Yesterday I bought a gleaming gilded lamp for our living room. The light can be adjusted every which way and its intensity varied to suit the reader. My wife and I have looked for this kind of illumination for years. At last we have it!

When I padded downstairs this morning, my first act was to snap on this golden lamp. Then I stepped back to admire it and its almost magical effect on our recently remodeled living room. Even though the lamp is an inanimate, manufactured product, I came dangerously close to bowing down and worshiping.

As I slid into the easy chair under its soft light, with an effort I tore my mind from the lamp to my Bible. It dawned on me that for the moment the lamp was more inspiring than the Bible. And in my devotions I read the words of Jeroboam in First Kings 12:27–29: “If this people go up to do sacrifice in the house of the Lord at Jerusalem, then shall the heart of this people turn again unto their lord, even unto Rehoboam King of Judah, and they shall kill me.… Whereupon the king took counsel, and made two calves of gold, and said unto [the people], It is too much for you to go up to Jerusalem: behold thy gods.… And he set one in Bethel, and the other put he in Dan.” Was I also finding it easier and more exciting not to go up to Jerusalem and worship the one true God? Was I being dazzled by what I could see, hear, smell, taste, and touch instead of by the unseen presence of the Spirit of the living God?

As I ambled into the kitchen to have breakfast, the mental picture of those two golden calves bothered me. I listened to the radio while eating. Within ten minutes I was urged to “have fun” with a new motor boat. I was told that “the leading automobile dealer” had a superb car for me that is more than mere transportation—it’s solid driving comfort. The virtues of a costly ham were depicted in a way to set me drooling. A luring baritone made our television set seem like a product of the dark ages. In honeyed tones I was urged to take a local plane to Detroit and then fly by jet to Florida—all on the installment plan. All powerful appeals to the physical senses—and all “golden calves” of a sort!

Most of us live much nearer to Bethel or Dan than to Jerusalem. Our world is full of marvelous material “things,” and it is easy as baking a frozen pie for us to become—heart, soul, and pocketbook—church-going materialists. Superfluous merchandise is forced on us, but few try to “sell” us on the merits of Christianity. We can buy a roomful of fine furniture on thirty days’ free trial. But what about the free gifts of God? It is easy to love those things that add comfort and pleasure to the lives of those we love and to our own also. But it is far from easy to love and serve the invisible God.

Daily the Christian is bathed in the perfumed aura of materialism, the lure of golden calves. We worship God or Goods through the insistent urges of (1) our needs and (2) our desires.

Consider our needs. How they have changed! It is obvious that we need food, clothing, housing, education, transportation, medical care, and relaxation. In the satisfaction of any of these needs, however, we all too readily step across the line and buy what we desire instead of what we need.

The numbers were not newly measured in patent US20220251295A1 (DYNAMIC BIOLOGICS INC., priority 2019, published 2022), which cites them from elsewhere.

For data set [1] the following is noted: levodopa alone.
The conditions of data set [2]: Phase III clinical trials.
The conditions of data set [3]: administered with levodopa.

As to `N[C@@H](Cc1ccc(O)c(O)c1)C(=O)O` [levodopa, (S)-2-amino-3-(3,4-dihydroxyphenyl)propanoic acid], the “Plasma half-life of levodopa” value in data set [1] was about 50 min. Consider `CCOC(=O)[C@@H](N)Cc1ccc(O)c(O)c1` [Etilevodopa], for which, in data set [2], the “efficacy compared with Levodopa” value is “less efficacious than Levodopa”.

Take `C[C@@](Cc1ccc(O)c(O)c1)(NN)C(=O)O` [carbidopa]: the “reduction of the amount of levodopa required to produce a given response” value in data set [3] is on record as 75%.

A banker friend recently died. He was an odd duck for these times! He never owned a car; he walked to church and took a bus to work. For fifty-six years he was treasurer of his church, wisely and sensibly helping to advance its programs. He gave liberally to missions. This gentleman may have desired more “eating out,” expensive clothing for himself and his wife, a finer home on a fashionable street, and luxurious transportation. But he worshiped few if any “golden calves.” He and his wife satisfied actual needs and gave the rest to the Lord.

It is our desires that shatter our Christian fortitude and cause us as a nation to spend more for cigarettes than for world missions. We plunge into long-term debts for homes, cars, boats, furniture, appliances—and then there is no tithe left for the Lord. Yet the Christian should begin his budget from the tithe.

Few of us, no matter how devoted, would care to go back to the life of half a century ago. I remember those days well. Their luxuries have become the “musts” of today, and products then undreamed of are now common. Of course we must live in the world of Now—in it, as the Bible urges, but not of it—but do we? Where do we draw the line between what we require and what we desire?

Dr. John C. Slemp, editor of Missions magazine, tells of a trip he made to Japan in 1952, when “a spiritual vacuum” occupied the lives of these people. In 1961 he returned to Japan and wanted to know whether the vacuum had been filled. “ ‘Yes, it has been filled,’ missionaries and nationals alike told me,” Dr. Slemp said, “but not by Christianity. Rather, as is all too true here in the United States and other lands, it has been filled by sports, television, material goods; by golf on Sundays, excursions, hiking.… Now the people were carefree, and their one aim in life appeared to be the pursuit of a good time.”

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Our days are filled with tangibles. God may have become only “an ever present help” in time of trouble. The divine glow of the Christian life does not go out suddenly; it just fades out because we cannot touch, sec, taste, hear, and smell the Lord’s presence.

To the question, “How may I become less material and more spiritual?” there is only one answer. It batters down the door of selfishness. It makes the transition from our boots to the other fellow’s shoes a delight. Love for God and for our neighbor is the answer.

Golden calves, like our lovely lamp, often lose their luster. But those who are constrained by the love of Christ will not set their hearts on things.

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